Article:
• Data comprise concentrations of polybrominated diphenyl ethers (PBDEs) determined using Gas Chromatograph - Mass Spectrometry (GC-MS) in the liver tissue of a small sample of Eurasian otters (Lutra lutra) that died in Scotland between 2013 and 2015. The otters analysed included adult and sub-adult males and females although there were insufficient sample numbers to test for differences among demographic groups. Otter liver tissue collected during post mortem by Cardiff University Otter Project (from otters found deceased) was analysed for the Predatory Bird Monitoring Scheme by the CEH Lancaster Analytical Chemistry Facility. The Predatory Bird Monitoring Scheme (PBMS; http://pbms.ceh.ac.uk/) is the umbrella project that encompasses the Centre for Ecology & Hydrology's National Capability contaminant monitoring and surveillance work on avian predators. By monitoring sentinel vertebrate species, the PBMS aims to detect and quantify current and emerging chemical threats to the environment and in particular to vertebrate wildlife. Full details about this dataset can be found at https://doi.org/10.5285/9371ce24-7a5a-4964-93bf-884b42fd5fc3

  • [This dataset is embargoed until May 30, 2023]. The dataset comprises of physical and biogeochemical measurements of belowground (root) biomass from across four Scottish saltmarshes. Sites were chosen to represent contrasting habitats types in Scotland, in particular sediment types, vegetation and sea level history. The data provide a quantitative measure of belowground (root) biomass, organic carbon content and belowground (root) carbon. Samples were collected using a wide gauge gouge corer. The samples were processed to determine belowground (root) biomass, the organic carbon was quantified through elemental analysis and these two data sets were combined to calculate the belowground (root) carbon content. The data were collected to help create a detailed picture of saltmarsh carbon storage in surficial soils across Scotland. The work was carried out under the NERC programme - Carbon Storage in Intertidal Environment (C-SIDE), NERC grant reference NE/R010846/1 Full details about this dataset can be found at https://doi.org/10.5285/032627e0-5780-4601-b9b3-e684403cee70

  • [THIS DATASET HAS BEEN WITHDRAWN]. This dataset contains calculated breeding success rates for six seabird species from representative colonies on the Isle of May, off the East coast of Scotland. Annual breeding success has been measured as the number of chicks fledged per active nest for the Atlantic puffin (Fratercula arctica, since 1982), common guillemot (Uria aalge, since 1982), razorbill (Alca torda, since 1982), European shag (Phalacrocorax aristotelis, since 1987), black-legged kittiwake (Rissa tridactyla, since 1987) and northern fulmar (Fulmarus glacialis, since 1987). The number of active nests recorded are also provided. Data were collected as part of the Isle of May long-term study (IMLOTS), which aims to identify the impact of environmental change on seabirds and their associated ecosystems. This monitoring has been ongoing since 1974, by essentially the same team of scientists, using the same well-documented methods throughout this time. Full details about this dataset can be found at https://doi.org/10.5285/d38b609b-7bc1-4204-86dd-022375208d4f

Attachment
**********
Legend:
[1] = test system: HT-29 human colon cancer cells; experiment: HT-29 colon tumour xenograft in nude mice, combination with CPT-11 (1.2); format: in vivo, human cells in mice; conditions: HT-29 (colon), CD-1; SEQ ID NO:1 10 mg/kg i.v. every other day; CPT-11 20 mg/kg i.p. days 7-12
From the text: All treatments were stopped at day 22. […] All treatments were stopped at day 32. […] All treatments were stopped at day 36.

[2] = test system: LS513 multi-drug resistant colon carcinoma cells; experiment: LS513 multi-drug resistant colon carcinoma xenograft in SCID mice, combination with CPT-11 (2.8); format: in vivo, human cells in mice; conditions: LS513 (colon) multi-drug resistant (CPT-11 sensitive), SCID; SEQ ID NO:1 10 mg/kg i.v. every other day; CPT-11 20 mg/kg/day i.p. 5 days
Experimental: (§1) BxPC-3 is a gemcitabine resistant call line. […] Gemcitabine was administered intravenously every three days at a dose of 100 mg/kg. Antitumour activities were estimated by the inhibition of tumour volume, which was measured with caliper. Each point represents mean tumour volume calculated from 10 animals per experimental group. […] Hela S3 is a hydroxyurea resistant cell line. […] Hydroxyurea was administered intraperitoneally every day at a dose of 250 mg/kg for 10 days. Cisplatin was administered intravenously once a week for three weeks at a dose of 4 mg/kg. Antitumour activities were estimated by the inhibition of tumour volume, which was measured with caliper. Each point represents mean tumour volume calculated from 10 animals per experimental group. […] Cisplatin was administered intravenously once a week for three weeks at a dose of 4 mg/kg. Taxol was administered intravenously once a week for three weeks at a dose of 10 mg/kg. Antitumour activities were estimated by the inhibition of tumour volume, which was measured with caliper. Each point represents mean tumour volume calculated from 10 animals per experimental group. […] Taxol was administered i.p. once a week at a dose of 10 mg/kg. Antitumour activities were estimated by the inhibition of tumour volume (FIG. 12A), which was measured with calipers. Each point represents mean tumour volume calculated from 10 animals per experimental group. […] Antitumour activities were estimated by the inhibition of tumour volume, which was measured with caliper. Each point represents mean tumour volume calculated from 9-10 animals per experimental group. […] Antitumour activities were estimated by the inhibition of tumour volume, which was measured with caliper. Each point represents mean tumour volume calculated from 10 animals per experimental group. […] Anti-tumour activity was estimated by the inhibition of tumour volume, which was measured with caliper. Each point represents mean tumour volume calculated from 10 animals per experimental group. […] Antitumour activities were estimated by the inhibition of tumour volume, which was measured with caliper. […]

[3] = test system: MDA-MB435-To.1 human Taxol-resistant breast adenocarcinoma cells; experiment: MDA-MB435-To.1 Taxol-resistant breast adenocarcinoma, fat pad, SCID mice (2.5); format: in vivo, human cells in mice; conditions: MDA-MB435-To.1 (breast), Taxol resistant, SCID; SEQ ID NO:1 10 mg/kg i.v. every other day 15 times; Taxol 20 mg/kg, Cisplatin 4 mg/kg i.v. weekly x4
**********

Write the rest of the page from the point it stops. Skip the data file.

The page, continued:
• Ecological field data for a variety of biodiversity indicators were collected from commercial fields of both crops. The study is part of the NERC Rural Economy and Land Use (RELU) programme. Future policies are likely to encourage more land use under energy crops: principally willow, grown as short rotation coppice, and a tall exotic grass Miscanthus. These crops will contribute to the UK's commitment to reduce CO2 emissions. However, it is not clear how decisions about appropriate areas for growing the crops, based on climate, soil and water, should be balanced against impacts on the landscape, social acceptance, biodiversity and the rural economy. This project integrated social, economic, hydrological and biodiversity studies in an interdisciplinary approach to assessing the impact of converting land to Miscanthus grass and short-rotation coppice (SRC) willows. Two contrasting farming systems were focused on: the arable-dominated East Midlands; and grassland-dominated South West England. Ecological field data for a variety of biodiversity indicators were collected from commercial fields of both crops. The public attidues questionnaire data from this study are available at the UK Data Archive under study number 6615 (see online resources). Further documentation for this study may be found through the RELU Knowledge Portal and the project's ESRC funding award web page (see online resources).